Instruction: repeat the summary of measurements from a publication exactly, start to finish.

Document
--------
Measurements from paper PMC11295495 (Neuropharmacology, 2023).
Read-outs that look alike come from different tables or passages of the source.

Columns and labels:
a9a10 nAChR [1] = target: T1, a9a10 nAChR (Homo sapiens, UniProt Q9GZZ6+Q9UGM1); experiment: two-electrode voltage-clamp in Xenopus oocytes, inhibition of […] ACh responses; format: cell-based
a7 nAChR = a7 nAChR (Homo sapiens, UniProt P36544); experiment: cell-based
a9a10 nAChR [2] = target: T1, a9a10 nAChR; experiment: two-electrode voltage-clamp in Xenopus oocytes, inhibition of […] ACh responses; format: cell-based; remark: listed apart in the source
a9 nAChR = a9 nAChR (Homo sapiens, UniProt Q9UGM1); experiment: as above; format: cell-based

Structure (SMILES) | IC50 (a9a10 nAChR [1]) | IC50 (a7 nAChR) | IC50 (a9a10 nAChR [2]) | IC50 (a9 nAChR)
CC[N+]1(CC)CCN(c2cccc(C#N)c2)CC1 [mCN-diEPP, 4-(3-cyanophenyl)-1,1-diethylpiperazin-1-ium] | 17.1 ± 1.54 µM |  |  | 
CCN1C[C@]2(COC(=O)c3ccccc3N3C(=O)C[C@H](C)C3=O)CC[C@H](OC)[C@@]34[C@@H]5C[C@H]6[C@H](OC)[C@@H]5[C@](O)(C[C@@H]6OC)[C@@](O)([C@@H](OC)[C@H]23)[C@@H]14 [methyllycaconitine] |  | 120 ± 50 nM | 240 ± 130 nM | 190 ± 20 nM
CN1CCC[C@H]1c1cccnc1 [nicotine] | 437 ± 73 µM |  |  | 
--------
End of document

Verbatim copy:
Measurements from paper PMC11295495 (Neuropharmacology, 2023).
Read-outs that look alike come from different tables or passages of the source.

Columns and labels:
a9a10 nAChR [1] = target: T1, a9a10 nAChR (Homo sapiens, UniProt Q9GZZ6+Q9UGM1); experiment: two-electrode voltage-clamp in Xenopus oocytes, inhibition of […] ACh responses; format: cell-based
a7 nAChR = a7 nAChR (Homo sapiens, UniProt P36544); experiment: cell-based
a9a10 nAChR [2] = target: T1, a9a10 nAChR; experiment: two-electrode voltage-clamp in Xenopus oocytes, inhibition of […] ACh responses; format: cell-based; remark: listed apart in the source
a9 nAChR = a9 nAChR (Homo sapiens, UniProt Q9UGM1); experiment: as above; format: cell-based

Structure (SMILES) | IC50 (a9a10 nAChR [1]) | IC50 (a7 nAChR) | IC50 (a9a10 nAChR [2]) | IC50 (a9 nAChR)
CC[N+]1(CC)CCN(c2cccc(C#N)c2)CC1 [mCN-diEPP, 4-(3-cyanophenyl)-1,1-diethylpiperazin-1-ium] | 17.1 ± 1.54 µM |  |  | 
CCN1C[C@]2(COC(=O)c3ccccc3N3C(=O)C[C@H](C)C3=O)CC[C@H](OC)[C@@]34[C@@H]5C[C@H]6[C@H](OC)[C@@H]5[C@](O)(C[C@@H]6OC)[C@@](O)([C@@H](OC)[C@H]23)[C@@H]14 [methyllycaconitine] |  | 120 ± 50 nM | 240 ± 130 nM | 190 ± 20 nM
CN1CCC[C@H]1c1cccnc1 [nicotine] | 437 ± 73 µM |  |  | 